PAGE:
My friend the fourth Susan, who I call Suzi Quatro in my head, will celebrate her New Year's Eve birthday watching the ball drop in Times Square. How cool is that? My niece will also celebrate her ninth birthday on New Year's Eve. I will miss her soiree in Charlotte, however, since I am having my own party in Raleigh. I am also the world's worst aunt, because I never get her birthday card in the mail in time.

People with holiday birthdays always get ripped off, unless they have one of those hyper-attentive families who bend over backward to ensure the birthday gets equal billing. My own birthday often falls on or around Mother's Day. My little family tries to make it up to me, but it's just not fair to have to get your party on two days in a row (or twice in one day), when other people get to spread their fun out over the year. Some people I know have embraced the half birthday concept, but I'm not sure that would work for me. Six months away from my birthday would be one day away from my wedding anniversary. Pity. So I guess I'll stick with my current situation and be grateful for my family's indulgence in trying to make both it and Mother's Day special for me.

In any case, I'll be happy to be surrounded by friends and family on New Year's Eve and to ring in the new year with lots of love and laughter. I hope everyone has a festive time and a safe and happy new year!

Wednesday, December 20, 2006

Giving Blood, Saving Lives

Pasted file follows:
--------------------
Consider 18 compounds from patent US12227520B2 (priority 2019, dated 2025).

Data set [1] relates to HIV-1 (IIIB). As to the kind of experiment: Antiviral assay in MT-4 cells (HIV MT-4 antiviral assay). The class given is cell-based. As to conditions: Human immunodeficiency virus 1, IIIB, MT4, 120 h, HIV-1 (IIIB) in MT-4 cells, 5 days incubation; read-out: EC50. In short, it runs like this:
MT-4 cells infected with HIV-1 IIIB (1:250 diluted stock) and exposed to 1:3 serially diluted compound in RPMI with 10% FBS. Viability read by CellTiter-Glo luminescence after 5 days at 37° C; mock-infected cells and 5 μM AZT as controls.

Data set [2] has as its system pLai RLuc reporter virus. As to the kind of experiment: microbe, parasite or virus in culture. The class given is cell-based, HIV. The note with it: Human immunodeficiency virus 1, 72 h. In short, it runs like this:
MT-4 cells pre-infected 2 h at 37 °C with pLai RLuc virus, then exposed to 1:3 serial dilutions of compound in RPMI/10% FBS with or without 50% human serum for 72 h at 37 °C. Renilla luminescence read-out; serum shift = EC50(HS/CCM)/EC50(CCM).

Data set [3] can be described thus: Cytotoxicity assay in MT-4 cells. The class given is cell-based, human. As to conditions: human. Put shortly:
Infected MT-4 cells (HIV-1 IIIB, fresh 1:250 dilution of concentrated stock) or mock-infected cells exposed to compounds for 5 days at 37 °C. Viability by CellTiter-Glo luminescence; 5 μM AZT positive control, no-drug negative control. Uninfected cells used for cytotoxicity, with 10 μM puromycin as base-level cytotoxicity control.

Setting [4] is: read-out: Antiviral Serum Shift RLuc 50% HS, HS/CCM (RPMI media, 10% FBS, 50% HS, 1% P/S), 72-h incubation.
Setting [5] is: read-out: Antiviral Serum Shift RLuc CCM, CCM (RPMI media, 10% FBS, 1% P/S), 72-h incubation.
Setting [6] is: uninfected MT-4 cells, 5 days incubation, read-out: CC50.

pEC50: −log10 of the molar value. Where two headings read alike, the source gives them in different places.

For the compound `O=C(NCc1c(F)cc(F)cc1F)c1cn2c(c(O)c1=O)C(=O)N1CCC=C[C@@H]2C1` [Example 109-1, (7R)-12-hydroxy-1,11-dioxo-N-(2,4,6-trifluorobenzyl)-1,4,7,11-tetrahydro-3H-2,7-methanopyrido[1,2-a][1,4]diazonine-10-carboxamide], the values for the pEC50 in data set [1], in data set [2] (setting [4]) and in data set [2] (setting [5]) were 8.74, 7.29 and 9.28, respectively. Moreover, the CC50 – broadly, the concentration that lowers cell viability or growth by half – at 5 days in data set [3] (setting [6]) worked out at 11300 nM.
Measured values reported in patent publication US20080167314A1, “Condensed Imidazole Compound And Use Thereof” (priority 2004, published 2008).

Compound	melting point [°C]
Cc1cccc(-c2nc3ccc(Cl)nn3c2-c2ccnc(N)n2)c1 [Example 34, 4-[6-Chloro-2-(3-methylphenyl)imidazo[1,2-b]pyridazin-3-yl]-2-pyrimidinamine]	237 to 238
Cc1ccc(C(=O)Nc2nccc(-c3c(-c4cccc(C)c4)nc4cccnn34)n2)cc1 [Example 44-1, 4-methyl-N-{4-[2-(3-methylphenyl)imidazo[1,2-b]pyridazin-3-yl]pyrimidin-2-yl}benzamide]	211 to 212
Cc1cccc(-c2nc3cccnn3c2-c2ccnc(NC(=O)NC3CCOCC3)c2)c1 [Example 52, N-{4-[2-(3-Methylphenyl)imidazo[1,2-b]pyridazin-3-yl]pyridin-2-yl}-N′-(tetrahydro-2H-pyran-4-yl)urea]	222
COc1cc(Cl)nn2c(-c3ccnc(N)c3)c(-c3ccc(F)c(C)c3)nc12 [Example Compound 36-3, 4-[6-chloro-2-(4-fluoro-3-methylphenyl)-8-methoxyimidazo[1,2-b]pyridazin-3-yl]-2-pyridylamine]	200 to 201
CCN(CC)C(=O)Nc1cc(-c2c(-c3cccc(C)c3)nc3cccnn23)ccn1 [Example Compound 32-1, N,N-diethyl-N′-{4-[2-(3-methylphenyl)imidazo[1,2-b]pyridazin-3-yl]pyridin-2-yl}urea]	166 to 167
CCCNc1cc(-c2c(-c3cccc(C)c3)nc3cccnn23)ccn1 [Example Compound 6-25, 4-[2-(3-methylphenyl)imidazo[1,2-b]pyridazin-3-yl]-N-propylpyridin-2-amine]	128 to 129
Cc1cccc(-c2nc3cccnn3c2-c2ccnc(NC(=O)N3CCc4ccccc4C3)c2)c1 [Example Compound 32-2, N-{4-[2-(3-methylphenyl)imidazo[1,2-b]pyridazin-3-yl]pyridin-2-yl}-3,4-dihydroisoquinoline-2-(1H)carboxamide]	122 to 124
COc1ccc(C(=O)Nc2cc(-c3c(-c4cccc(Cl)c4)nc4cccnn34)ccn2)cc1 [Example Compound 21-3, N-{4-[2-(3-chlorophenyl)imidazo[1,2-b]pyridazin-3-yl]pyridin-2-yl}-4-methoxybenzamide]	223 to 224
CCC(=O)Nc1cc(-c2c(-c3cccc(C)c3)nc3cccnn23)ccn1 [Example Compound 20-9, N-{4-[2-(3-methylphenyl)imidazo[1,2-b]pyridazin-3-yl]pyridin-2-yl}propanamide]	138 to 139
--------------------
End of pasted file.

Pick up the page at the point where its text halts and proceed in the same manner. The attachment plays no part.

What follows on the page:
It is a well-known fact that the need for donated blood increases dramatically during the holiday season. To anticipate this need, the American Red Cross is calling past donors. I am a past donor. As a matter of fact, I gave during a blood drive held where I work in early October. I hadn't given in a long time and I felt a sense of duty. I am fortunate enough to be blood type O negative, which not too many people are. We O-neg people are the true univeral donors because we can give to any blood type/Rh factor combo. That is a beautiful thing.

I am also borderline anemic all the time. That is a bad thing. Curiously, many people I know who are O-neg are iron-challenged. Many have had experiences like the one I had after I donated blood in Ocotber, which went a little something like this:
- Caren gives blood
- Caren catches funky early-season flu and is deathly ill
- Caren, barely recovered from flu, gets flu shot
- Caren is sick yet again
- Caren has respiratory problems until today

When I caught flu (it's a rare occasion when I am ill at all), I remembered why I stopped giving blood. Last time I donated (several years ago), I was sick for a couple of months and it took at least six months (rather than the usual 8 weeks) before my iron built back up. This time, it has been 11 weeks and I am still fighting a cold and popping vitamins with iron.